1969. Dr. Malcolm Sayer is hired as a clinical physician at a psychiatric hospital in the Bronx, despite he only having a research background. The job is not ideal on his side as he has difficulties relating to people which is the reason he has focused on research projects not involving human subjects, while the hospital hires him somewhat out of desperation in not finding anyone else with the qualifications who wants the job. Most of his patients are in a semi-catatonic state and are housed in what some of the orderlies coin the "garden" ward, where all they can do for the patients is water and feed them. He notices that some of the patients, despite their generally catatonic state, respond in unusual ways to certain stimuli. In doing some research, he also finds that some common bonds between these patients are that they suffered from encephalitis in the 1920s or 1930s, and that their physical states are like they have Parkinson's disease frozen in time. As such, he is able to ... Written by
There is no such thing as a simple miracle.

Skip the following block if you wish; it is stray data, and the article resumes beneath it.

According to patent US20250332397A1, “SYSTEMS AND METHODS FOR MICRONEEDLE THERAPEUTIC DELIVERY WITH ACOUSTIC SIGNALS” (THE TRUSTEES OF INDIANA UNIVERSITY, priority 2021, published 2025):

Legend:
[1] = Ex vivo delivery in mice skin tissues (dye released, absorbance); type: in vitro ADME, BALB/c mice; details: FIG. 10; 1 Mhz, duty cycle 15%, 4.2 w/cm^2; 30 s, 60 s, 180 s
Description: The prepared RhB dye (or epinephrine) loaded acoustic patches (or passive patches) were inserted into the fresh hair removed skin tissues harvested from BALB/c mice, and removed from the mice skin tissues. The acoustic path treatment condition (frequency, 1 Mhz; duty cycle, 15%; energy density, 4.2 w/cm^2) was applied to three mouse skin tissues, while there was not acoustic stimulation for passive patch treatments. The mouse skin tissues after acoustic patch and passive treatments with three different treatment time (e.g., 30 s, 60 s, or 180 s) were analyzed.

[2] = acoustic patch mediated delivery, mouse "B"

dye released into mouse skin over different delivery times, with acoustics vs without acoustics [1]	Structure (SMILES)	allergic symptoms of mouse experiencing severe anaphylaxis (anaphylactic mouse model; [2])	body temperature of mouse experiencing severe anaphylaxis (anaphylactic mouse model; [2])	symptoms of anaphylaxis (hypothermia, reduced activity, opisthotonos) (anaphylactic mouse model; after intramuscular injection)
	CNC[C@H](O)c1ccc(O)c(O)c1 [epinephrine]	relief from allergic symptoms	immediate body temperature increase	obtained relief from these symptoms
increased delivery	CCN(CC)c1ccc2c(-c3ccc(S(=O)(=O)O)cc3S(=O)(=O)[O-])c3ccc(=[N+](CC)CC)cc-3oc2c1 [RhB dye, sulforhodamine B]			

Did You Know?
When Leonard gets the correct dose of medicine and 'awakens', he walks with almost no difficulty. If he had been catatonic for years, and even if he had been exercised regularly, he would not have been able to just get up and walk around so easily. His muscles would have atrophied. His voice would also have been raspy from disuse. See more
Miriam, there's no easy way to tell you this, so - your husband - he was granted a divorce from you in 1952.
Oh, thank God!
Referenced in The Princess and the Warrior
O Soave Fanciulla
from "La Bohème"
Written by Giacomo Puccini
Performed by Mirella Freni
and Nicolai Gedda
Orchestra of the Opera House, Rome
Conducted by Thomas Schippers
Courtesy of Angel/EMI, a division of Capitol Records, Inc.
by arrangment with CEMA Special Markets See more